Like many fine artists, oil painter Marie McCallum always loved art, but practicality led her to pursue a related career with greater earning potential.

After almost 20 years as a sign artist and gilder, Marie finally made the leap to oil painting in the early 1990s. Her interest in graphic design and background in mural work shines through in her fine art, which often features bright colors and lively portrayals of urban environs.

Marie shares her other sources of artistic inspiration here.

How did you get started in art?
I’m probably like most little kids. I did my first painting, or crayon job, at three years old on my wall.

How has your art evolved?
[I started with] art in high school, drafting. College was graphic design and basic drawing, painting, all that stuff. Then, I thought I wanted to be a graphic artist, but it was such a flooded field. I kind of fell into the sign business, and I was a sign artist and a gilder for almost 20 years.

It was a great way to make a living, but it wasn’t very artistic because you’re doing somebody else’s logo. You’re doing letters, you’re doing hamburgers on the side of Frank’s Burgers. I wanted to expand my sign business, and I started doing murals and then I learned trompe-l’œil. Then I got into oil painting in ’93.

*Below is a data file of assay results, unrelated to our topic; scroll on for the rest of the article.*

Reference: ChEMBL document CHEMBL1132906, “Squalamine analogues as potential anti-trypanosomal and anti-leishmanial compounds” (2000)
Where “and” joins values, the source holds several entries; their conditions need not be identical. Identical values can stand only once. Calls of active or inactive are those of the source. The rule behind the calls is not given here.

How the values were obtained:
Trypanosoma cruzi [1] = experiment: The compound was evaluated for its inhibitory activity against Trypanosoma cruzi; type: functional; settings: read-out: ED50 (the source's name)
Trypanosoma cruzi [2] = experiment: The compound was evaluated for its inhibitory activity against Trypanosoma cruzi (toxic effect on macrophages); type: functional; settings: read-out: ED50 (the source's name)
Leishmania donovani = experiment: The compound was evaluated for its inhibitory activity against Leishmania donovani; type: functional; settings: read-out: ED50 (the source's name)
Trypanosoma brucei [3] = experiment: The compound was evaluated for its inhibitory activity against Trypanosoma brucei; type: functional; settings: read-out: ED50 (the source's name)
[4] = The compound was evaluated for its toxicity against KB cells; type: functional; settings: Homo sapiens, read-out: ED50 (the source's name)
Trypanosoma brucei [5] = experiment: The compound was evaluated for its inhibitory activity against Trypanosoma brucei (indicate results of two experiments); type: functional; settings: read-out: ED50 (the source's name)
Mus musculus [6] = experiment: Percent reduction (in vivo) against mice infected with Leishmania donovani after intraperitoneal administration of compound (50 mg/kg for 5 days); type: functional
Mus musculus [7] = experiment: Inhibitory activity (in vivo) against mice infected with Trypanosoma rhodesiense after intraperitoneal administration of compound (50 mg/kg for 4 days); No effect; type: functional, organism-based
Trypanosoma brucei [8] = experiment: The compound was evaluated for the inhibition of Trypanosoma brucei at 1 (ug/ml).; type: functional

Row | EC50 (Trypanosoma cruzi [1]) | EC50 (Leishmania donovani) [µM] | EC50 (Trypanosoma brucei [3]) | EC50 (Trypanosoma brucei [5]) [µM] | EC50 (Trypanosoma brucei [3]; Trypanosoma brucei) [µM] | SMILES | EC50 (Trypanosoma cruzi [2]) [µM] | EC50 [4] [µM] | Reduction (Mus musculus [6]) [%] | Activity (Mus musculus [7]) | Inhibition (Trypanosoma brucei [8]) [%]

What inspires your work?
Anything and everything. I have a dressmaking background, too. I’ve been a sewer since I was a little kid because of my grandmother. So, I have a really deep interest in clothing. That was [the inspiration behind] my first series —— the window shopper series.

That’s about clothing and image and those mysterious places that shop windows are, and who you can become inside those clothes. But then, you can put those duds on and walk out into the world that’s reflected in the shop window. So, that’s a big inspiration.

What is most challenging about your process?
Sometimes just trying to interpret shapes and composition can be tough. Sometimes I think, “Oh, this is a great idea.” I get it laid out, and then I get part way through it and it’s all wrong.

What makes the Celebration of Fine Art unique?
It’s really neat because you’re with all these other artists, and you get to talk shop, learn new things and hang out with really creative people. Then, the collectors and the public that come through here —— you’re getting this feedback every day, all day. People are happy because they’re looking at all these beautiful things, and that’s just a really nice environment to be in.